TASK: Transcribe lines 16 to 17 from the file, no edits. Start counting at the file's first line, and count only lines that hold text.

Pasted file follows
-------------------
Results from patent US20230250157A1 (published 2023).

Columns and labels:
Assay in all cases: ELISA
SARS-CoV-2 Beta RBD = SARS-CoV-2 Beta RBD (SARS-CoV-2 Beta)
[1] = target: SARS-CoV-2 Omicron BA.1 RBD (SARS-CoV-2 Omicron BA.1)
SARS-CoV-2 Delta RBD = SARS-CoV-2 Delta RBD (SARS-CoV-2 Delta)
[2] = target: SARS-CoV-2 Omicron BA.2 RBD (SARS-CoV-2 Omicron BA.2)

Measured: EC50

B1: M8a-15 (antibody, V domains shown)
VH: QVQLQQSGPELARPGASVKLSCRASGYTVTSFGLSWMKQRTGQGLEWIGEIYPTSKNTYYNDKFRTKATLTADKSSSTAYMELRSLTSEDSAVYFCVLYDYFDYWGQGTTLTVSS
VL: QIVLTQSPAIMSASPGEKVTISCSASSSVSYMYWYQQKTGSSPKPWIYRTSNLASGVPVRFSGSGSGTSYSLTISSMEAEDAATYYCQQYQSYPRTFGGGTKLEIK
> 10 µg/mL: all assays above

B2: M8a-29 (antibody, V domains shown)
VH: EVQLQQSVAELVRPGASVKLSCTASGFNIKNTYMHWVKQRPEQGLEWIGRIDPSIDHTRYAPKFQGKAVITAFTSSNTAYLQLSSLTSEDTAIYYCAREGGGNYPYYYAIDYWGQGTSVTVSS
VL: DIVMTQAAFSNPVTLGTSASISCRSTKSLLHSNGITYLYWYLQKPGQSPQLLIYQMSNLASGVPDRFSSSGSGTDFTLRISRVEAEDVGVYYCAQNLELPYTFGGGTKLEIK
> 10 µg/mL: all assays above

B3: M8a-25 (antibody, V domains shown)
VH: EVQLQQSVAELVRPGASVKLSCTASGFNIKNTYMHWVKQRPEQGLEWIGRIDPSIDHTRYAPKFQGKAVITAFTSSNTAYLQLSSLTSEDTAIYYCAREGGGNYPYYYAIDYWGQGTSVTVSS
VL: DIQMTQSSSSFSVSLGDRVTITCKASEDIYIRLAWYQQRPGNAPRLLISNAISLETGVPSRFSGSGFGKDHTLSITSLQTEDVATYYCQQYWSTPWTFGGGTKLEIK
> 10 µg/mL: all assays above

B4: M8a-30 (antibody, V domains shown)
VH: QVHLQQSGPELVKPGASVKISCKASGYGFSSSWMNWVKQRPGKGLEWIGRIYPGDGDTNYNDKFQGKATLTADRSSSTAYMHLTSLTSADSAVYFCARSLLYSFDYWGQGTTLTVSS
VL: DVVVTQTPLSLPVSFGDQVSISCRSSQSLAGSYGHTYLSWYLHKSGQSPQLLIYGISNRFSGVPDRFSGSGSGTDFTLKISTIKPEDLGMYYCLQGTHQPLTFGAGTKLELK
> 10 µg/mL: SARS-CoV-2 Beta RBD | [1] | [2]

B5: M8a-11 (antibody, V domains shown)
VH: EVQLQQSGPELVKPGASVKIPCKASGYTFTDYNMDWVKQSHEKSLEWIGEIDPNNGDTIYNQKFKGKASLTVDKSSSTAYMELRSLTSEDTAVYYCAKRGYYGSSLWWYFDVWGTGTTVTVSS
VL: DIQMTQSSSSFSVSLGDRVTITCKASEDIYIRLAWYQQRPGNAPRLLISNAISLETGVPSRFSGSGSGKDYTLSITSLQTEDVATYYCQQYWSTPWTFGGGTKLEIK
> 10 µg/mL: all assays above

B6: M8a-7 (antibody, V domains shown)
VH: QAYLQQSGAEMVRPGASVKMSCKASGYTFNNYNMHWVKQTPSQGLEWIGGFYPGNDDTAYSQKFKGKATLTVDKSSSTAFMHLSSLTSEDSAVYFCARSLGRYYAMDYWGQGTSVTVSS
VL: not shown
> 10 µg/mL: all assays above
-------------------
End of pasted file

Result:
> 10 µg/mL: all assays above

B3: M8a-25 (antibody, V domains shown)